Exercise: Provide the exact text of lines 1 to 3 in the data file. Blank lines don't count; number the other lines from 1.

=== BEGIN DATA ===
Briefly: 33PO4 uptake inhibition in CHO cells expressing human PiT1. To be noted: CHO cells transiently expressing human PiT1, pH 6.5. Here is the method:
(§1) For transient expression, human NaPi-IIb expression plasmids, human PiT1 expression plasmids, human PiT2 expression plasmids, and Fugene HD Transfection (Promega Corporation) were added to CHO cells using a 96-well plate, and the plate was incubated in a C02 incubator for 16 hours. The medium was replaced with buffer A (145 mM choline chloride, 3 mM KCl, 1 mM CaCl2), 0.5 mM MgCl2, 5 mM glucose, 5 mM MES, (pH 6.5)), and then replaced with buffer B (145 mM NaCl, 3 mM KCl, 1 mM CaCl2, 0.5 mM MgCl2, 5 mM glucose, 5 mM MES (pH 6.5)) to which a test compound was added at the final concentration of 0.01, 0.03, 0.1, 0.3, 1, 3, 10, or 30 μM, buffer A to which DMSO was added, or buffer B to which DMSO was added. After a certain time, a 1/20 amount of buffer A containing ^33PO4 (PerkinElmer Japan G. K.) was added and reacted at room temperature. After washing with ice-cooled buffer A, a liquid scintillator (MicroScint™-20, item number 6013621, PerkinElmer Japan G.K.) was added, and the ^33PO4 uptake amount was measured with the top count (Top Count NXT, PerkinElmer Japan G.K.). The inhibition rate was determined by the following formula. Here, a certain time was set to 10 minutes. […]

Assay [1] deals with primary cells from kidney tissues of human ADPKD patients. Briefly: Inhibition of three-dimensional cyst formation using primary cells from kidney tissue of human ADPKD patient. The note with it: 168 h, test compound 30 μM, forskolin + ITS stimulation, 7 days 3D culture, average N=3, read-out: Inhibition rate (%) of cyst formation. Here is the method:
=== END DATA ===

Briefly: 33PO4 uptake inhibition in CHO cells expressing human PiT1. To be noted: CHO cells transiently expressing human PiT1, pH 6.5. Here is the method:
(§1) For transient expression, human NaPi-IIb expression plasmids, human PiT1 expression plasmids, human PiT2 expression plasmids, and Fugene HD Transfection (Promega Corporation) were added to CHO cells using a 96-well plate, and the plate was incubated in a C02 incubator for 16 hours. The medium was replaced with buffer A (145 mM choline chloride, 3 mM KCl, 1 mM CaCl2), 0.5 mM MgCl2, 5 mM glucose, 5 mM MES, (pH 6.5)), and then replaced with buffer B (145 mM NaCl, 3 mM KCl, 1 mM CaCl2, 0.5 mM MgCl2, 5 mM glucose, 5 mM MES (pH 6.5)) to which a test compound was added at the final concentration of 0.01, 0.03, 0.1, 0.3, 1, 3, 10, or 30 μM, buffer A to which DMSO was added, or buffer B to which DMSO was added. After a certain time, a 1/20 amount of buffer A containing ^33PO4 (PerkinElmer Japan G. K.) was added and reacted at room temperature. After washing with ice-cooled buffer A, a liquid scintillator (MicroScint™-20, item number 6013621, PerkinElmer Japan G.K.) was added, and the ^33PO4 uptake amount was measured with the top count (Top Count NXT, PerkinElmer Japan G.K.). The inhibition rate was determined by the following formula. Here, a certain time was set to 10 minutes. […]

Assay [1] deals with primary cells from kidney tissues of human ADPKD patients. Briefly: Inhibition of three-dimensional cyst formation using primary cells from kidney tissue of human ADPKD patient. The note with it: 168 h, test compound 30 μM, forskolin + ITS stimulation, 7 days 3D culture, average N=3, read-out: Inhibition rate (%) of cyst formation. Here is the method: